WASHINGTON (JTA) — When Nikki Haley said on Oct. 9 that she would be stepping down as U.N. ambassador by the end of this year, the Israeli and pro-Israel laments poured out swiftly.
Haley didn’t simply defend Israel and its government, led by Prime Minister Benjamin Netanyahu, as her predecessors had under Democratic and Republican administrations. She led a game change: On her watch, and with the blessing of President Donald Trump, support for Israel became a “with or against us” proposition. Slam the United States for defending Israel, and count on being slammed back, was the Trump-Haley credo.
A big chunk of Haley’s two years at the world body was about Israel.
“Thank you for your support, which led to a change in Israel’s status in the UN,” Danny Danon, Israel’s ambassador to the United Nations, said on Twitter.
Prime Minister Benjamin Netanyahu offered his gratitude as well in a statement.
“I would like to thank Ambassador @nikkihaley, who led the uncompromising struggle against hypocrisy at the UN, and on behalf of the truth and justice of our country,” he said.
Haley’s predecessors had also robustly backed Israel in the body, but there were hiccups. The latest came in December 2016 when Ambassador Samantha Power allowed through a Security Council resolution criticizing Israel’s settlement policy in the waning days of the Obama administration, about a month before Trump was inaugurated.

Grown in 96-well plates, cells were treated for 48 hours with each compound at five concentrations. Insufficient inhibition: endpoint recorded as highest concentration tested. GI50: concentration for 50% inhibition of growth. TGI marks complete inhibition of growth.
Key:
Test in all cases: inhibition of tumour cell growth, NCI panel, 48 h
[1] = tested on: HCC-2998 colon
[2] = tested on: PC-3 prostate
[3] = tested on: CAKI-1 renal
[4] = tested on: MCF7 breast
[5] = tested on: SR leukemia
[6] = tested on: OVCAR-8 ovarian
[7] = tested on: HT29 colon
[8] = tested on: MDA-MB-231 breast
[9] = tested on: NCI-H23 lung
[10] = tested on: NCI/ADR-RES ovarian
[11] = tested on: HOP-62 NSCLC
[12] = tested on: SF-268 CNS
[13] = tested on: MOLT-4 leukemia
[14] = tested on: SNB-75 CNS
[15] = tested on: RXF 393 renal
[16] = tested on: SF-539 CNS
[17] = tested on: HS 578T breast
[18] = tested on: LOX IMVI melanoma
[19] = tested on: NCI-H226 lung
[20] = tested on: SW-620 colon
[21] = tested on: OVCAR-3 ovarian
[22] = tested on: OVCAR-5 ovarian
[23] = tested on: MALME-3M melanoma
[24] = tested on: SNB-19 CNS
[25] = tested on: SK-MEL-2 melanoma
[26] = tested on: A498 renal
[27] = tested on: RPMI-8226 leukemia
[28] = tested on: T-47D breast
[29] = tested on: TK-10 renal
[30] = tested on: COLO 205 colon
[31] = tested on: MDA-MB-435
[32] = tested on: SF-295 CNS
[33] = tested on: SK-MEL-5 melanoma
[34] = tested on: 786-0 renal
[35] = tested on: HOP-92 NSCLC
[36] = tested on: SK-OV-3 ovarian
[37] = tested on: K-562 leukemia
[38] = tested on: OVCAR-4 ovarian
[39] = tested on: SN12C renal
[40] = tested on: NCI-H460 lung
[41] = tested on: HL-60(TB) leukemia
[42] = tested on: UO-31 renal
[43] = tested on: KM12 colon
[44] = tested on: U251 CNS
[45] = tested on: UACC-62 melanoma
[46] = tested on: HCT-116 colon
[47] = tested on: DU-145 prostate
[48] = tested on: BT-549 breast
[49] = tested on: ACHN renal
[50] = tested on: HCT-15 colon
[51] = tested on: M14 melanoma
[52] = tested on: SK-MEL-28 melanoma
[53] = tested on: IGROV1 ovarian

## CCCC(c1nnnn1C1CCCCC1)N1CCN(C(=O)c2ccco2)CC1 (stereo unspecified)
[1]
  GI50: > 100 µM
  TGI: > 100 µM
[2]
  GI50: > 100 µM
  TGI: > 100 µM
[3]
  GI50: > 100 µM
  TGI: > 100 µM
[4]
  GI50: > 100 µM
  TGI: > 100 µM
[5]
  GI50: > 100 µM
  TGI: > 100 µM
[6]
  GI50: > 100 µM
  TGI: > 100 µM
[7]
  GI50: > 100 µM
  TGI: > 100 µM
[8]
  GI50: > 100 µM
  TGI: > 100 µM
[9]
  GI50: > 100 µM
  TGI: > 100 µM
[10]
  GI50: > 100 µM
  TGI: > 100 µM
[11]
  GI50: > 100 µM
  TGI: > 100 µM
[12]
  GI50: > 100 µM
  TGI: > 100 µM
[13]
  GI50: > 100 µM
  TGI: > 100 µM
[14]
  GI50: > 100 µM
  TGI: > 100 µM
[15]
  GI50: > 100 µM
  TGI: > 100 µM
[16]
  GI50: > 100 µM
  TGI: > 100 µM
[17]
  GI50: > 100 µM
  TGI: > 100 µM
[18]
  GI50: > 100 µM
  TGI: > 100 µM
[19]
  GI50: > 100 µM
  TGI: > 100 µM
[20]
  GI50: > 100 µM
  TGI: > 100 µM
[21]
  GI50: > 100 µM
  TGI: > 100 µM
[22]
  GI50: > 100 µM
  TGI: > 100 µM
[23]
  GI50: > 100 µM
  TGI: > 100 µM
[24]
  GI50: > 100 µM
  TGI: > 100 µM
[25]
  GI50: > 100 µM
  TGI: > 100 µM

It was a rare instance of a U.S. official semi-endorsing U.N. criticism of Israel.
Netanyahu and the centrist to right-wing pro-Israel community sees the United Nations as a snake pit, and any concession is seen as a betrayal. That was the message in the American Israel Public Affair Committee’s farewell to Haley packed into a single word: “consistently.”
“We appreciate the strong leadership of @nikkihaley @USUN,” AIPAC said on Twitter. “Thank you for consistently standing up for America’s interests and our democratic ally Israel.”
Here are five times Haley changed the game for Israel while she was ambassador to the United Nations.
Cutting funds to UNRWA
Israel and pro-Israel officials have long criticized UNRWA, the U.N. agency that administers assistance to Palestinians and their descendants, for what they say is a too-broad definition of what denotes a Palestinian refugee, effectively allowing the status to continue indefinitely.
Haley helped spearhead the Trump administration decision last month to sever funding to the agency. Last year, the United States contributed $360 million, the lion’s share of the budget. This year, after forking over $60 million, there was a freeze, and it became permanent last month.
Speaking in August at the Foundation for Defense of Democracies, Haley said the money could flow again — if UNRWA radically reconfigured how it counts refugees, slashing the number from 5 million to 500,000.
“We will be a donor if it reforms what it does,” she said of UNRWA, “if they actually change the number of refugees to an accurate account, we will look back at partnering them.”